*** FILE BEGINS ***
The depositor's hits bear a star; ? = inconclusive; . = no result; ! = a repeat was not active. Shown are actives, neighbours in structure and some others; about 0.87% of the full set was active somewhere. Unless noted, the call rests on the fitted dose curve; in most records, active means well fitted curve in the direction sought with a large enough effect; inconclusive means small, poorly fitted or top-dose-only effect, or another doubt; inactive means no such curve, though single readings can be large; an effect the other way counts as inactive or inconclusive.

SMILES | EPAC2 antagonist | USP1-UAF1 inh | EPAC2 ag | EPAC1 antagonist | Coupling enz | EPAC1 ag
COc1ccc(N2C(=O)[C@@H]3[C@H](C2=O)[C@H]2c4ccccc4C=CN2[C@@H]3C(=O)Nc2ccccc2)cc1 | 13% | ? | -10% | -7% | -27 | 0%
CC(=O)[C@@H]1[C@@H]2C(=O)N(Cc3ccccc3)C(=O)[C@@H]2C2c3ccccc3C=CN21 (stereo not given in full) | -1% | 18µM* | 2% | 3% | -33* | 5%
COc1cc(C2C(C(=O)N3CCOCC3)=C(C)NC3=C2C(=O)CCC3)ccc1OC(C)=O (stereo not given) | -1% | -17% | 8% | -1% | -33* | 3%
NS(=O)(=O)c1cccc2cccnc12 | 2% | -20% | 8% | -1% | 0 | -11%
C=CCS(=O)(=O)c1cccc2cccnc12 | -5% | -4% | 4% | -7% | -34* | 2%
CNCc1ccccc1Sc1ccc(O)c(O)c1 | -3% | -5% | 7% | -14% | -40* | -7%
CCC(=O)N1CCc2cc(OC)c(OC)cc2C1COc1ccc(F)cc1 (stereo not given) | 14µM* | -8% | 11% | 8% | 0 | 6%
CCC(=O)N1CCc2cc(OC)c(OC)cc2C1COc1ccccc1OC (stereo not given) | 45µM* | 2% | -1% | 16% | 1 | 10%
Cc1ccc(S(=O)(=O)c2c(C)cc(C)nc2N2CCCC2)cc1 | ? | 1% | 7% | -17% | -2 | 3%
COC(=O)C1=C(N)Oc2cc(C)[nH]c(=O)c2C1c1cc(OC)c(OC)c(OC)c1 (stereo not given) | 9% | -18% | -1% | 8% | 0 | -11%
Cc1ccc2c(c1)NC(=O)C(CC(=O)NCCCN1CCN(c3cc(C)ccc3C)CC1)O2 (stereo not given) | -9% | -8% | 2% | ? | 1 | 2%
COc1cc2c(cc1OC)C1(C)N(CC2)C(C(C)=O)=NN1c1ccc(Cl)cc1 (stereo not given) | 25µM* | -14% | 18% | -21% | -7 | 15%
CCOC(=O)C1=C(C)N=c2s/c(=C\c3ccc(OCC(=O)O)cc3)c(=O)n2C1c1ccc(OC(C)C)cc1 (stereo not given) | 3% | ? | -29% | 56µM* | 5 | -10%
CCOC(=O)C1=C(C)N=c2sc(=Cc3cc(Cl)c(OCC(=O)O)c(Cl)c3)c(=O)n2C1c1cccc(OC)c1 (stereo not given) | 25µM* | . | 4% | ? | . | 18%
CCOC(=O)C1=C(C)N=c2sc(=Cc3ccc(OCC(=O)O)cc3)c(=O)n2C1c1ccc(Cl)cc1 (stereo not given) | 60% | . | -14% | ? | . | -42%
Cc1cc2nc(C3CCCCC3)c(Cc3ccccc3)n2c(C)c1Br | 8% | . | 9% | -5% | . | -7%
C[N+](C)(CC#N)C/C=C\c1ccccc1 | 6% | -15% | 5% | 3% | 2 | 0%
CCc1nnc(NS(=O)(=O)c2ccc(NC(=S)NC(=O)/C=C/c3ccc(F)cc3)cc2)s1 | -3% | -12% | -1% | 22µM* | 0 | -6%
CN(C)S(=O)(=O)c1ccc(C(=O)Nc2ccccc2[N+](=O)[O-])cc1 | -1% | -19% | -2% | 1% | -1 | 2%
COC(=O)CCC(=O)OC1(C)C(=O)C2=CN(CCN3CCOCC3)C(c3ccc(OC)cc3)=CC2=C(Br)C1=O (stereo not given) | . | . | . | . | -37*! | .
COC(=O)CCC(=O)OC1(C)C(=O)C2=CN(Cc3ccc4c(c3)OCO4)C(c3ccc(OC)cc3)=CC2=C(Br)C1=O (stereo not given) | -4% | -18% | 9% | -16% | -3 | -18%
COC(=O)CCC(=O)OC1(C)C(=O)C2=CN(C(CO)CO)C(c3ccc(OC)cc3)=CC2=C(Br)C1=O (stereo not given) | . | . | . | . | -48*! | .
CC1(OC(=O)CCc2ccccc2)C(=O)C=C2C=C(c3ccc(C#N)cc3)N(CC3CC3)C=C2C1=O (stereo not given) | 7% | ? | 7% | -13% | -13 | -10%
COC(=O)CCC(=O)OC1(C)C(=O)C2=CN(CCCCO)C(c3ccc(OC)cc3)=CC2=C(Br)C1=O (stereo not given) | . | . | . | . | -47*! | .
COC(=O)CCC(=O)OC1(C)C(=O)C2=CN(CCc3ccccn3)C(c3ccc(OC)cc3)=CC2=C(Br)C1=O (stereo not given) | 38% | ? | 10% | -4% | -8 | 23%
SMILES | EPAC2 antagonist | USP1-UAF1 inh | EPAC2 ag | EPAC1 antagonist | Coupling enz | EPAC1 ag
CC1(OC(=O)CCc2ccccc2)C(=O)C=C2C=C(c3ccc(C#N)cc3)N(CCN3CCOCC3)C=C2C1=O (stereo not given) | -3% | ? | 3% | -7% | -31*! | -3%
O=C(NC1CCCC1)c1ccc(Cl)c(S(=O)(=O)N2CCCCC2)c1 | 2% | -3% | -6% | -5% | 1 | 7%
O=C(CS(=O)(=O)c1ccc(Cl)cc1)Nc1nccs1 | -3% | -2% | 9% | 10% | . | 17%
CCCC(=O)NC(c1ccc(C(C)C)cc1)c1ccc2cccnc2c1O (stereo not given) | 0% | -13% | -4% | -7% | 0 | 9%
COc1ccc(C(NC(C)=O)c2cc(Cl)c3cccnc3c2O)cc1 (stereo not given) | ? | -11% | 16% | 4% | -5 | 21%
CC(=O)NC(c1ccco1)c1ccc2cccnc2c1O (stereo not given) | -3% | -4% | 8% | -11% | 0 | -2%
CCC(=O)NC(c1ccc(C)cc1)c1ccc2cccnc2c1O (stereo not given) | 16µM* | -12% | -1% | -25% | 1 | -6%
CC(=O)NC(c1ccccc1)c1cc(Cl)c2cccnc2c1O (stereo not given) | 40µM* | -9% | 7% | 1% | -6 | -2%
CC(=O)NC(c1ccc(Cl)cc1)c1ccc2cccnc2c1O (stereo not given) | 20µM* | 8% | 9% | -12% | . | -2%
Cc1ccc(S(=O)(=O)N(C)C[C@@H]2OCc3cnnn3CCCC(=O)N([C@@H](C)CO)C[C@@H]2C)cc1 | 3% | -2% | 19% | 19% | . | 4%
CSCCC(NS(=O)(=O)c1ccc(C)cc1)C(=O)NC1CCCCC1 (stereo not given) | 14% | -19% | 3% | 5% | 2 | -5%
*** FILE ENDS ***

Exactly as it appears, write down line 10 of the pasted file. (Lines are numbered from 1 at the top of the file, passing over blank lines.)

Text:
CCC(=O)N1CCc2cc(OC)c(OC)cc2C1COc1ccccc1OC (stereo not given) | 45µM* | 2% | -1% | 16% | 1 | 10%